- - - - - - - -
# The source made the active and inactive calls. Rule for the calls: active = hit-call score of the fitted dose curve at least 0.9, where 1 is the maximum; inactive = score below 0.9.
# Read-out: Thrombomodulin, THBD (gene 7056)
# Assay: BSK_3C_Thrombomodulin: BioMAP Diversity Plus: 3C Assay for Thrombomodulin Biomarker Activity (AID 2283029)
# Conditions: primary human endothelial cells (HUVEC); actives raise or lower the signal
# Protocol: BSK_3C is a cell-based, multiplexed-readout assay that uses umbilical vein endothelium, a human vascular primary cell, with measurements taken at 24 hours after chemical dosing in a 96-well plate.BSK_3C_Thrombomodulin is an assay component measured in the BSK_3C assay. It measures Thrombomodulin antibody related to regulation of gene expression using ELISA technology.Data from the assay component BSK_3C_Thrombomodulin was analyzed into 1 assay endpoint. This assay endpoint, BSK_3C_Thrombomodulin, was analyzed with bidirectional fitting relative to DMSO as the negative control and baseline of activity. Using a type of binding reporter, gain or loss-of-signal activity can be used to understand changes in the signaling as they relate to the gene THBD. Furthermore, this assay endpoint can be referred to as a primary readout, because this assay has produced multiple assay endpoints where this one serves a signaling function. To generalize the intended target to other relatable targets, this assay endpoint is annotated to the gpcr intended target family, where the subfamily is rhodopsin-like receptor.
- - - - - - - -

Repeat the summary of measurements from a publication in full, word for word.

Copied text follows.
# The source made the active and inactive calls. Rule for the calls: active = hit-call score of the fitted dose curve at least 0.9, where 1 is the maximum; inactive = score below 0.9.
# Read-out: Thrombomodulin, THBD (gene 7056)
# Assay: BSK_3C_Thrombomodulin: BioMAP Diversity Plus: 3C Assay for Thrombomodulin Biomarker Activity (AID 2283029)
# Conditions: primary human endothelial cells (HUVEC); actives raise or lower the signal
# Protocol: BSK_3C is a cell-based, multiplexed-readout assay that uses umbilical vein endothelium, a human vascular primary cell, with measurements taken at 24 hours after chemical dosing in a 96-well plate.BSK_3C_Thrombomodulin is an assay component measured in the BSK_3C assay. It measures Thrombomodulin antibody related to regulation of gene expression using ELISA technology.Data from the assay component BSK_3C_Thrombomodulin was analyzed into 1 assay endpoint. This assay endpoint, BSK_3C_Thrombomodulin, was analyzed with bidirectional fitting relative to DMSO as the negative control and baseline of activity. Using a type of binding reporter, gain or loss-of-signal activity can be used to understand changes in the signaling as they relate to the gene THBD. Furthermore, this assay endpoint can be referred to as a primary readout, because this assay has produced multiple assay endpoints where this one serves a signaling function. To generalize the intended target to other relatable targets, this assay endpoint is annotated to the gpcr intended target family, where the subfamily is rhodopsin-like receptor.